His Excellency, President J.A Kufuor, is reported to have said recently in London that, last year the Bank of Ghana identified US$1.3 billion as remittances from Ghanaians overseas into the banking system in Ghana. This figure showed an increment from $400 million two years ago. Significantly, the president said in addition that the $1.3 billion almost equal the proceeds from cocoa and was slightly above the $1 billion a year from gold. Again, the president was reported to have declared '...so you are a very very major force in the economy of Ghana and hoped for even more dollars in the years to come'. Aha, his Excellency, President JAK was also reported to have complimented Ghanaians overseas for the "building boom".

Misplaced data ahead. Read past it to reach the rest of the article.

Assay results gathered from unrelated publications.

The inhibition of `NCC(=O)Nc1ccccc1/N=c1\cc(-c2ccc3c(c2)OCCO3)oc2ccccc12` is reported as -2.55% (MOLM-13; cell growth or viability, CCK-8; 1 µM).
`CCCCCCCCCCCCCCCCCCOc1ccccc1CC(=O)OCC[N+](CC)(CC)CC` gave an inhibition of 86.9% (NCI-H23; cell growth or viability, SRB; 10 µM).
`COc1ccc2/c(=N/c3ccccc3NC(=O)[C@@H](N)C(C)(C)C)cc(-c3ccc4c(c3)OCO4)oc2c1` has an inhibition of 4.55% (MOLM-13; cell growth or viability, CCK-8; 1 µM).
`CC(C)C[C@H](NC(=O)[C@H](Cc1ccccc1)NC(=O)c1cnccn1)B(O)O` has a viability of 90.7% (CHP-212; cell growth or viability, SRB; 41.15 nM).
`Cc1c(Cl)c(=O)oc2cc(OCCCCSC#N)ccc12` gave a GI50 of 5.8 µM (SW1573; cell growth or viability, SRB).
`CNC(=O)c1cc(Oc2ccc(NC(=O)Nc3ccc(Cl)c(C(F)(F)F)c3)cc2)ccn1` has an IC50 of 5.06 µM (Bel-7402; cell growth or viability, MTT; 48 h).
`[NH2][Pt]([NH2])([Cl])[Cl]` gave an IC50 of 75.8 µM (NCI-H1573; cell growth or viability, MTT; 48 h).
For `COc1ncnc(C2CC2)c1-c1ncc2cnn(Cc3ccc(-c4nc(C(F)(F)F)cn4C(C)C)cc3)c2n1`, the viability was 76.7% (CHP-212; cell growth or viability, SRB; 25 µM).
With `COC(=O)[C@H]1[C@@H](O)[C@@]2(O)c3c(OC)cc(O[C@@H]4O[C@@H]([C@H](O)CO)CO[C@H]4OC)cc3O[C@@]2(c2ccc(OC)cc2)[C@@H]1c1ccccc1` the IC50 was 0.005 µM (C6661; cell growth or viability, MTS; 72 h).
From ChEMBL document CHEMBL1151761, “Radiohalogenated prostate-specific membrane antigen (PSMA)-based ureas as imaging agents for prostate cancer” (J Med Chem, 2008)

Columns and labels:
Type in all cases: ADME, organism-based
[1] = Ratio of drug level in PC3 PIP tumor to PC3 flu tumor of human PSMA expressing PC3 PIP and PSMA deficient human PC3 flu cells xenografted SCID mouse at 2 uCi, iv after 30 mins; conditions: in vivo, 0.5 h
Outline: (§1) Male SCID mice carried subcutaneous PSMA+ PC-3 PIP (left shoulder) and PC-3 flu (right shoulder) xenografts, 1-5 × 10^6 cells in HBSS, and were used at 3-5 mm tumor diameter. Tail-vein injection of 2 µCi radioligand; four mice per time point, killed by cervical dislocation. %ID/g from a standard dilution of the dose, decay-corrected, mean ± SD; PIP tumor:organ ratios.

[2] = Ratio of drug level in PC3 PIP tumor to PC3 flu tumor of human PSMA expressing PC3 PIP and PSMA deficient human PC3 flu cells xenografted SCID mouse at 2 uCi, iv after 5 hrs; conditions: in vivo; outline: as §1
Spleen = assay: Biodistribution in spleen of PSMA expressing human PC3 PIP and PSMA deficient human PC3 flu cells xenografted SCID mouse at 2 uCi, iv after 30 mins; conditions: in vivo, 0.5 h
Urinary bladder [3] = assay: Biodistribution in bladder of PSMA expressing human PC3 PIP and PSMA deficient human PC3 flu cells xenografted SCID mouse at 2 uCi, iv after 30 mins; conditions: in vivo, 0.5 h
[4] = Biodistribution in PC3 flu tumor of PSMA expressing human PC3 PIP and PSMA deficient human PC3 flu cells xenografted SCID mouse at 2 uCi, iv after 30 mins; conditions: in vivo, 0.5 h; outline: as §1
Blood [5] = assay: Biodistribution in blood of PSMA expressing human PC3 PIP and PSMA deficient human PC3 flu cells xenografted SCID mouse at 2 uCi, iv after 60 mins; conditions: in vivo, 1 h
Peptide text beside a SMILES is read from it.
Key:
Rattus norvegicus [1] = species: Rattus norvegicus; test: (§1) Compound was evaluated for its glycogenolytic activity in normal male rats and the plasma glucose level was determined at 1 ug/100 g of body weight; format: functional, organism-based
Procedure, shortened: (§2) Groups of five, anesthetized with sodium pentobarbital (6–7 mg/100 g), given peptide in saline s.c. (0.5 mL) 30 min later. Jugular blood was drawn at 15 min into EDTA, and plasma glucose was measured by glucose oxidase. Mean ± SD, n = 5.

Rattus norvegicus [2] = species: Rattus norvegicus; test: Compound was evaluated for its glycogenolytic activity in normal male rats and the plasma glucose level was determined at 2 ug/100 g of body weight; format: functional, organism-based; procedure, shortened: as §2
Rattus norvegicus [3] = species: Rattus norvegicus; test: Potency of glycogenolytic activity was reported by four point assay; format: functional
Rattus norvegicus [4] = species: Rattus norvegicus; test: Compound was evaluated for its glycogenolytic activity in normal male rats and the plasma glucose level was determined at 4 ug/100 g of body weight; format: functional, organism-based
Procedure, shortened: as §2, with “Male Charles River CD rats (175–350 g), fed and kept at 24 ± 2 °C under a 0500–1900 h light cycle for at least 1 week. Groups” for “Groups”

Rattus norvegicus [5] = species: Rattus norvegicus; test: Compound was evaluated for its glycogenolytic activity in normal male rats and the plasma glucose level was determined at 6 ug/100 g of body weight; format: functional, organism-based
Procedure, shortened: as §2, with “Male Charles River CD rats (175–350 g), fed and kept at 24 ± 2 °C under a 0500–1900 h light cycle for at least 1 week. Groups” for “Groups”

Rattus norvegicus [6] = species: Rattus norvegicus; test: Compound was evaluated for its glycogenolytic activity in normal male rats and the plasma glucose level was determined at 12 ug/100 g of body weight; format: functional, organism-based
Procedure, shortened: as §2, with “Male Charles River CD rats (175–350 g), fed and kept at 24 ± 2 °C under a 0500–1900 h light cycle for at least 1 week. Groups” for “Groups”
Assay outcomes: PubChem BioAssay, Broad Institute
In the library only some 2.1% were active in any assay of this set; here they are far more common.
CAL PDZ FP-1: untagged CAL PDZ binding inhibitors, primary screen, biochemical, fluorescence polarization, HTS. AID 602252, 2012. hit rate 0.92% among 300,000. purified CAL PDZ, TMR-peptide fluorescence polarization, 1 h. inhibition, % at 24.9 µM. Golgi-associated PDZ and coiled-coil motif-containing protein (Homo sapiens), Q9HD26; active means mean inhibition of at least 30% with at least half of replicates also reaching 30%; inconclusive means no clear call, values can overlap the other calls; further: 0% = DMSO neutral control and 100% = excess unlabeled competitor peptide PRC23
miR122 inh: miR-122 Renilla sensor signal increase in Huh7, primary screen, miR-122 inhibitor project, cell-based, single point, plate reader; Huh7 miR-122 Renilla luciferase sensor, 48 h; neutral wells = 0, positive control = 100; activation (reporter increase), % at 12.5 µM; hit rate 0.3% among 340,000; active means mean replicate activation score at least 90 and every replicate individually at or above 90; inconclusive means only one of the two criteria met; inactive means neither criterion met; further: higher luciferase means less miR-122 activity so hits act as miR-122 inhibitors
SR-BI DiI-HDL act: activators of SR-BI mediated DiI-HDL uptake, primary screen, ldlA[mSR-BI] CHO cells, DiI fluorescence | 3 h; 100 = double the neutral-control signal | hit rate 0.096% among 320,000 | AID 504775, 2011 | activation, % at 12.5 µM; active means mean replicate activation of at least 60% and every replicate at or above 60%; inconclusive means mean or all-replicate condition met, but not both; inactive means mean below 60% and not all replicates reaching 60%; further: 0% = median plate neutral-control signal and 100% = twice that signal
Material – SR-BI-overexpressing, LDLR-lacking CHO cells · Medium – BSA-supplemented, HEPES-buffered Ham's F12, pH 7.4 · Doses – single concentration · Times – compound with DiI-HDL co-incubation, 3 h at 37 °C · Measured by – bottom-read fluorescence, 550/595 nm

Thank you Mr. President for the appreciation. But, don't these citizens of our country deserve much better? I mean more than mere words of thanks? The NPP government in particular owes even much more thanks to these citizens abroad. The immense contribution made by this group of citizens when the nation desperately needed a change of leadership must not be forgotten. For some of us, time is running fast and our heads could not soar to the level the President might have wished for when in London. Living conditions continue to be unbearable for the ordinary Ghanaian, corruption and self-aggrandizement seem entrenched in the system, continuity rather than reforms seems to be the order of government business, those of us abroad continue to be voiceless on crucial national issues, due mainly to the lack of right to vote. Ghanaians are too blessed and good to suffer this way.